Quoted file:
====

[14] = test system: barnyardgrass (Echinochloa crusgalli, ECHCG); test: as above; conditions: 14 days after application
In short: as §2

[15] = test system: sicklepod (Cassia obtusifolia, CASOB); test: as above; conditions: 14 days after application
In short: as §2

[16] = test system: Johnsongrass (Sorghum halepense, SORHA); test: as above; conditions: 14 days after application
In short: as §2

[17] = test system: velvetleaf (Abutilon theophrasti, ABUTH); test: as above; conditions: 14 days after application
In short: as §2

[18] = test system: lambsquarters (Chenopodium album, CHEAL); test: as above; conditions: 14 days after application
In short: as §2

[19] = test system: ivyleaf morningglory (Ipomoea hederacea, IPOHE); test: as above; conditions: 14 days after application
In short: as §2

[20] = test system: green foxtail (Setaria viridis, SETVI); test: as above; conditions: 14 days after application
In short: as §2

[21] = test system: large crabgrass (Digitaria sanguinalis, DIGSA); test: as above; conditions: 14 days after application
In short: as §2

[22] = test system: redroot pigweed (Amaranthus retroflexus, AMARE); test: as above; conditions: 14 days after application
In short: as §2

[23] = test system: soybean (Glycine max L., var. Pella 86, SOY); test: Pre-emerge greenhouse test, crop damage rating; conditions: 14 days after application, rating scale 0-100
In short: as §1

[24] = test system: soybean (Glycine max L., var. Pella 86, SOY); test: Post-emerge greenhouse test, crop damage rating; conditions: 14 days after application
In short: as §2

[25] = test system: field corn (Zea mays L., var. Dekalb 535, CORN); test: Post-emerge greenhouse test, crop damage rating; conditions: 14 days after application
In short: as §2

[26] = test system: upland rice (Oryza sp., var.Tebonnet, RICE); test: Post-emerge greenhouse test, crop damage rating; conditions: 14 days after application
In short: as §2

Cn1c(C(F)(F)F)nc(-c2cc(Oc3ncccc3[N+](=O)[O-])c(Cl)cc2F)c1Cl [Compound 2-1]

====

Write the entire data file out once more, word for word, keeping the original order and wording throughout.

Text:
[14] = test system: barnyardgrass (Echinochloa crusgalli, ECHCG); test: as above; conditions: 14 days after application
In short: as §2

[15] = test system: sicklepod (Cassia obtusifolia, CASOB); test: as above; conditions: 14 days after application
In short: as §2

[16] = test system: Johnsongrass (Sorghum halepense, SORHA); test: as above; conditions: 14 days after application
In short: as §2

[17] = test system: velvetleaf (Abutilon theophrasti, ABUTH); test: as above; conditions: 14 days after application
In short: as §2

[18] = test system: lambsquarters (Chenopodium album, CHEAL); test: as above; conditions: 14 days after application
In short: as §2

[19] = test system: ivyleaf morningglory (Ipomoea hederacea, IPOHE); test: as above; conditions: 14 days after application
In short: as §2

[20] = test system: green foxtail (Setaria viridis, SETVI); test: as above; conditions: 14 days after application
In short: as §2

[21] = test system: large crabgrass (Digitaria sanguinalis, DIGSA); test: as above; conditions: 14 days after application
In short: as §2

[22] = test system: redroot pigweed (Amaranthus retroflexus, AMARE); test: as above; conditions: 14 days after application
In short: as §2

[23] = test system: soybean (Glycine max L., var. Pella 86, SOY); test: Pre-emerge greenhouse test, crop damage rating; conditions: 14 days after application, rating scale 0-100
In short: as §1

[24] = test system: soybean (Glycine max L., var. Pella 86, SOY); test: Post-emerge greenhouse test, crop damage rating; conditions: 14 days after application
In short: as §2

[25] = test system: field corn (Zea mays L., var. Dekalb 535, CORN); test: Post-emerge greenhouse test, crop damage rating; conditions: 14 days after application
In short: as §2

[26] = test system: upland rice (Oryza sp., var.Tebonnet, RICE); test: Post-emerge greenhouse test, crop damage rating; conditions: 14 days after application
In short: as §2

Cn1c(C(F)(F)F)nc(-c2cc(Oc3ncccc3[N+](=O)[O-])c(Cl)cc2F)c1Cl [Compound 2-1]